Orange Spotted Jewelweed (Impatiens capensis)

In keeping with the “spotted” theme of my last post, here’s an orange spotted jewelweed flower. I’m always trying to get the perfect photo of this flower.

A dream set-up would be when the sun is shining just *so* on it, to give the illusion of stained glass. There would be some nice glistening drops of water at least in the frame somewhere.

In the meantime, I snap a pic when I see a pretty one.

Orange spotted jewelweed
Orange spotted jewelweed

Later on as the plants begin to make seeds, I’ll try to collect some. Today I collected common milkweed seeds and some Echinacea purpurea. I’ll get these packaged up in some pretty way to sell at the farmer’s market soon.

Seeds on the list to be collected:

  • Cardinal flower (Lobelia cardinalis)
  • Great Blue Lobelia (L. siphilitica)
  • Milkweed (Asclepias spp.)
  • Thimbleweed (Anemone virginiana)

Perhaps next year I’ll be able to add our wild-simulated American ginseng to the list. This year all of the seeds I collected went back to replanting the hillsides.


First Hunt by Ima ErthwitchPredator and Prey, or the hunter and the hunted is a common theme throughout my fiction writing. No Qualms, one of my short stories (free at most retailers) is about about a predator/prey relationship. Symbiosis, my first finished novel, deals with predator/prey relationships and the balance of energy among life on earth, sometimes symbolic and often outright. Many of my flash fiction stories (I have twitterfiction and 100-word flash stories) are also dealing with this same dynamic. This is a strong theme that runs through most of my fiction and is strongly influenced by life in the wild Ozarks where we live. My first published novel, First Hunt, also has a predator and prey theme to it. I guess it's just part of my nature.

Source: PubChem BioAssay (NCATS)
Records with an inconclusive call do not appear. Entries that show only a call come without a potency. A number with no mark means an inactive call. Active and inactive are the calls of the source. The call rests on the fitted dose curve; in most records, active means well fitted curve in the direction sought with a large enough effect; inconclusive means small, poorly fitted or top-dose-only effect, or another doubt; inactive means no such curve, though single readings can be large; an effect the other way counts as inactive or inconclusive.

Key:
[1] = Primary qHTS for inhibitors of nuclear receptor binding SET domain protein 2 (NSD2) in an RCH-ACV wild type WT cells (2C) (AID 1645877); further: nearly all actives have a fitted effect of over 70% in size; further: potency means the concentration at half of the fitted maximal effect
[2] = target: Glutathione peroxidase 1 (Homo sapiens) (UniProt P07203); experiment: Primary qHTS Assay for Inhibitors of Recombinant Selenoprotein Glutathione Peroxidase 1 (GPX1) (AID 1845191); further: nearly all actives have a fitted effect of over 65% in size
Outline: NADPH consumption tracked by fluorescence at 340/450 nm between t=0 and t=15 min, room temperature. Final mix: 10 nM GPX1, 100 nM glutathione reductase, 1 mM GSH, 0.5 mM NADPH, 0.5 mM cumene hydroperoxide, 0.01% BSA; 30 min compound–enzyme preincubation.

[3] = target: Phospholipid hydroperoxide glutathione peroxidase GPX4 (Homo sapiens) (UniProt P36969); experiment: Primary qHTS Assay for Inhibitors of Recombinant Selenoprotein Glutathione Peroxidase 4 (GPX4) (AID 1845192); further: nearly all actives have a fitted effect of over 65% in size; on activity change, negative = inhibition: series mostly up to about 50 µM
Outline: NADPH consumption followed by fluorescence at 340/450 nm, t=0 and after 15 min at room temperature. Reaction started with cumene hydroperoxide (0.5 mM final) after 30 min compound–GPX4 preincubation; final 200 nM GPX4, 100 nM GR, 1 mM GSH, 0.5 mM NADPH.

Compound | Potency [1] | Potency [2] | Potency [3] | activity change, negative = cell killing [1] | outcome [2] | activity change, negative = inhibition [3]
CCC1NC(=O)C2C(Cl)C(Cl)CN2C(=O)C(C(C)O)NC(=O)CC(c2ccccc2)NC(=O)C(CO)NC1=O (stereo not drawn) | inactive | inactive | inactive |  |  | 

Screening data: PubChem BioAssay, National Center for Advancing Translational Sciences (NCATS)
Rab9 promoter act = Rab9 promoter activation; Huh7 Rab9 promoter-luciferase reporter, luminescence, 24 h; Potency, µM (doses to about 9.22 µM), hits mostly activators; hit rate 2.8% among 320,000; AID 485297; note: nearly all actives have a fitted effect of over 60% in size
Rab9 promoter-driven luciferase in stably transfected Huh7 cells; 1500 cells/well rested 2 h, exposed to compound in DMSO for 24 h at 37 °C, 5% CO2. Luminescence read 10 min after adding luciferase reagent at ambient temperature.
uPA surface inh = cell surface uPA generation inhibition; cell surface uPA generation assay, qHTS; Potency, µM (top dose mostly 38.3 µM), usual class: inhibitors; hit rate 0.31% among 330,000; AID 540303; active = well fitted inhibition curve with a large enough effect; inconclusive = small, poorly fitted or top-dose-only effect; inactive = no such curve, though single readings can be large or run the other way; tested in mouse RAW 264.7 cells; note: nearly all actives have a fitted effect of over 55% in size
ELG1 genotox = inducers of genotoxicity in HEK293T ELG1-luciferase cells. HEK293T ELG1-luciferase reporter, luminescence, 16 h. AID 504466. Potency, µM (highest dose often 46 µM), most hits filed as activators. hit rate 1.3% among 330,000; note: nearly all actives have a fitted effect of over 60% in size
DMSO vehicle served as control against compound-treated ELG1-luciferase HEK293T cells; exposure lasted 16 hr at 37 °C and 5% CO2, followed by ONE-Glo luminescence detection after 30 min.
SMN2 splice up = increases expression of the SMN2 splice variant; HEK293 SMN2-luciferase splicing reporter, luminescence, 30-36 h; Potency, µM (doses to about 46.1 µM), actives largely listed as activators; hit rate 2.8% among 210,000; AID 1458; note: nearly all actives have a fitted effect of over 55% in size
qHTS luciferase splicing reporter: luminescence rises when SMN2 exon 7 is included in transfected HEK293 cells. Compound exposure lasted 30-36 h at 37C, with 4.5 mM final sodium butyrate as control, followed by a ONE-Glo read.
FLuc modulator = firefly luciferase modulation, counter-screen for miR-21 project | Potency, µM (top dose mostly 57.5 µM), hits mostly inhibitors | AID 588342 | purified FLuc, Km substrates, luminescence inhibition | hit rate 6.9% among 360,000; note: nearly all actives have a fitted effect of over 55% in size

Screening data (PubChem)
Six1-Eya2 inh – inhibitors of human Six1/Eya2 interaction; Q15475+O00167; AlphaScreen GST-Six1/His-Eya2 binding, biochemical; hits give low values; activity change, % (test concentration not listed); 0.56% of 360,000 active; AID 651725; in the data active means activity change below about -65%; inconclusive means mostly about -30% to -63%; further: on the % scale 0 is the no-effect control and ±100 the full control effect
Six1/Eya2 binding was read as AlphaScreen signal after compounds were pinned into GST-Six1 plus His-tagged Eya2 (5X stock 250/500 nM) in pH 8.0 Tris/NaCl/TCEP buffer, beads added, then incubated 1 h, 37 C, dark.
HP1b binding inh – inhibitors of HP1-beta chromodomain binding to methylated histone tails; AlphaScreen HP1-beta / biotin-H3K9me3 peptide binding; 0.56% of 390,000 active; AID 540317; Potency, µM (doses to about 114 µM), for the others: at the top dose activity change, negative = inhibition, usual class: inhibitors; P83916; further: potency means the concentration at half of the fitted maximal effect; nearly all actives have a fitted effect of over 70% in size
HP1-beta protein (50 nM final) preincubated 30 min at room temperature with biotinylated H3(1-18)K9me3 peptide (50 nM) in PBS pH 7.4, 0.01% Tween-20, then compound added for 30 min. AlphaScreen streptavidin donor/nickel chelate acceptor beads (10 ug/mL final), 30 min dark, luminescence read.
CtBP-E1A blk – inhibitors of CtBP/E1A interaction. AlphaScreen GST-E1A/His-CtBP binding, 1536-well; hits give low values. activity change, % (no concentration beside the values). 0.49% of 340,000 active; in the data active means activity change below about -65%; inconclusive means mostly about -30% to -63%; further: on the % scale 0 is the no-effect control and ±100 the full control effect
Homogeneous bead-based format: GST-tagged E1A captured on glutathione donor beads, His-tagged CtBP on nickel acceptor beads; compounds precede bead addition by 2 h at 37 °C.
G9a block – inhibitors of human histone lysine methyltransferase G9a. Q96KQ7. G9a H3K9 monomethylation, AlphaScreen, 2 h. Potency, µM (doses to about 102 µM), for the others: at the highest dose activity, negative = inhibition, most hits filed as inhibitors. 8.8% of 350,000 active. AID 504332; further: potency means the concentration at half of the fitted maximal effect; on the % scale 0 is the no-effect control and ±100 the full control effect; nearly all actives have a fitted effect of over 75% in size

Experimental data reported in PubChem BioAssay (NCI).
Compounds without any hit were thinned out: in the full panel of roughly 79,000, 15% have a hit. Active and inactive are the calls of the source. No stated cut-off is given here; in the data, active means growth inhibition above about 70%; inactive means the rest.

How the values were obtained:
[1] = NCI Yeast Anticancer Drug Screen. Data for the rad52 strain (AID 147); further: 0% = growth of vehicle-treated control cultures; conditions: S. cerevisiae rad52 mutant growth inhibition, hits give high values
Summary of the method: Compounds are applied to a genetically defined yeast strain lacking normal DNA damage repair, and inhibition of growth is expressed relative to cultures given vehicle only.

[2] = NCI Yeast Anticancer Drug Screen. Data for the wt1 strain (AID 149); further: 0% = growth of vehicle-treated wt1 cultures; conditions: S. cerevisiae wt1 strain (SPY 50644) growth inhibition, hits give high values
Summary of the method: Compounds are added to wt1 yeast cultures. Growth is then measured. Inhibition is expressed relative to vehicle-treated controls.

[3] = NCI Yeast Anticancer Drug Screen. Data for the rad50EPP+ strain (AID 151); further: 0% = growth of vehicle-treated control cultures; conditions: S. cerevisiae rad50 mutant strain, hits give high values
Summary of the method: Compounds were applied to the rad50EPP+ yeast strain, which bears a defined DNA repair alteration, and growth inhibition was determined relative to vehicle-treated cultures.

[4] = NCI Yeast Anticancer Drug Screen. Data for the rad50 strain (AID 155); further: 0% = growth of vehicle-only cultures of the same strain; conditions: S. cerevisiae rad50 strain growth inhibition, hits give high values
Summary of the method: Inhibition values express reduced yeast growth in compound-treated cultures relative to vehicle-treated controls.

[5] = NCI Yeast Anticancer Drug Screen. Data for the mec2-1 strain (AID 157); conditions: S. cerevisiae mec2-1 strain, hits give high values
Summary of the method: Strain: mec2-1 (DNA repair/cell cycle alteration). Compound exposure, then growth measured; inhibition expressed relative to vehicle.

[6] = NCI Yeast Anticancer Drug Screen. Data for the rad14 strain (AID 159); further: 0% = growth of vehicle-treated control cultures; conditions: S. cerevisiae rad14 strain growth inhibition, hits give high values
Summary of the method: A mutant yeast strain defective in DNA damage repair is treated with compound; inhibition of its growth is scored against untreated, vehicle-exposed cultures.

Nature Farming


Wild Ozark is 160 acres of beautiful wild Ozark mountains. I call what I do "nature farming" because the land produces, all by itself, the shagbark hickory trees, ferns, moss, ground-fall botanicals, and the perfect habitats for growing and stewarding American ginseng. I'm co-creating with Nature - all of the things I use to make the Fairy Gardens and Forest Folk, the bark we harvest for Burnt Kettle's shagbark hickory syrup, are produced by nature without my input. This land is my muse for inspiration when it comes to my writing, drawing, and photography. It's truly a Nature Farm.

About the voice behind this blog, Madison Woods

I'm a creative old soul living way off the beaten path with my husband in the wild Ozark Mountains. Besides homesteading, growing plants & making crafty things and newsletters, I write books and stories. My rural fantasy fiction, written under the pen name, Ima Erthwitch, usually takes place in a much altered Ozarks.


2 thoughts on “Orange Spotted Jewelweed (Impatiens capensis)

  1. Wish I were closer and could visit to absorb some of your nature knowledge, Madison. I’m so happy, though, to know that you’re feeling much better. Blasted ticks! One of my s-I-l’s dogs almost died from a tick bite and the ensuing Lyme’s disease a year and a half ago. Not funny at all!!

    Love to Rob, too.

    janet

    1. I’d love it if you were closer just so we could collaborate on nature knowledge, Janet. It is good to feel good again, that’s for sure. I could stand the ticks if they didn’t hide such beastly things inside them. Now I’d like to see them all disappear. Hate ’em, and I don’t hate many things.

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